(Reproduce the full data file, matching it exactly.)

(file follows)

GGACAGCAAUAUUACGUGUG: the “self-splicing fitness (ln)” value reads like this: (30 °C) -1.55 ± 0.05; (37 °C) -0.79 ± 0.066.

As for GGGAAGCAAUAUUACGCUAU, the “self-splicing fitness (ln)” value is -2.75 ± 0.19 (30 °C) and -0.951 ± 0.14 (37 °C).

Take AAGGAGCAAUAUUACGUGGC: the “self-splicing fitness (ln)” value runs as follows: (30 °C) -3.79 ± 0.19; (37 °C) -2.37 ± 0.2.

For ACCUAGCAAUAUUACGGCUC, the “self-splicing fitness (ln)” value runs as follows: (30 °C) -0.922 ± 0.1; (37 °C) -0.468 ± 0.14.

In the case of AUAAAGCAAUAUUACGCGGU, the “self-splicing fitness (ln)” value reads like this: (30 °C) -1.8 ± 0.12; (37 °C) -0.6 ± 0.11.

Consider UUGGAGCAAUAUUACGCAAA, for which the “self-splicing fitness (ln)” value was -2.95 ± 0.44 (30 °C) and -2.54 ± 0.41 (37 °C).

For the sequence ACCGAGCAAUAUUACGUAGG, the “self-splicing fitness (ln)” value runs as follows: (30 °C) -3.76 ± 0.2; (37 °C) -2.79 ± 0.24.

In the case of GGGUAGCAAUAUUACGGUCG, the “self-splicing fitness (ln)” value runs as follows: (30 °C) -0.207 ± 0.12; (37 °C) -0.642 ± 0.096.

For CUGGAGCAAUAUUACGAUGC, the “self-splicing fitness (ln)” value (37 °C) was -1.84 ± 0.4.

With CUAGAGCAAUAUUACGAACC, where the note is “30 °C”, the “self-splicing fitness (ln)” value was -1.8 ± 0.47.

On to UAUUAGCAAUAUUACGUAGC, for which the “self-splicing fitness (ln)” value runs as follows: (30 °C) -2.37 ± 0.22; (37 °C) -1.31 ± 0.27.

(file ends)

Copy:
GGACAGCAAUAUUACGUGUG: the “self-splicing fitness (ln)” value reads like this: (30 °C) -1.55 ± 0.05; (37 °C) -0.79 ± 0.066.

As for GGGAAGCAAUAUUACGCUAU, the “self-splicing fitness (ln)” value is -2.75 ± 0.19 (30 °C) and -0.951 ± 0.14 (37 °C).

Take AAGGAGCAAUAUUACGUGGC: the “self-splicing fitness (ln)” value runs as follows: (30 °C) -3.79 ± 0.19; (37 °C) -2.37 ± 0.2.

For ACCUAGCAAUAUUACGGCUC, the “self-splicing fitness (ln)” value runs as follows: (30 °C) -0.922 ± 0.1; (37 °C) -0.468 ± 0.14.

In the case of AUAAAGCAAUAUUACGCGGU, the “self-splicing fitness (ln)” value reads like this: (30 °C) -1.8 ± 0.12; (37 °C) -0.6 ± 0.11.

Consider UUGGAGCAAUAUUACGCAAA, for which the “self-splicing fitness (ln)” value was -2.95 ± 0.44 (30 °C) and -2.54 ± 0.41 (37 °C).

For the sequence ACCGAGCAAUAUUACGUAGG, the “self-splicing fitness (ln)” value runs as follows: (30 °C) -3.76 ± 0.2; (37 °C) -2.79 ± 0.24.

In the case of GGGUAGCAAUAUUACGGUCG, the “self-splicing fitness (ln)” value runs as follows: (30 °C) -0.207 ± 0.12; (37 °C) -0.642 ± 0.096.

For CUGGAGCAAUAUUACGAUGC, the “self-splicing fitness (ln)” value (37 °C) was -1.84 ± 0.4.

With CUAGAGCAAUAUUACGAACC, where the note is “30 °C”, the “self-splicing fitness (ln)” value was -1.8 ± 0.47.

On to UAUUAGCAAUAUUACGUAGC, for which the “self-splicing fitness (ln)” value runs as follows: (30 °C) -2.37 ± 0.22; (37 °C) -1.31 ± 0.27.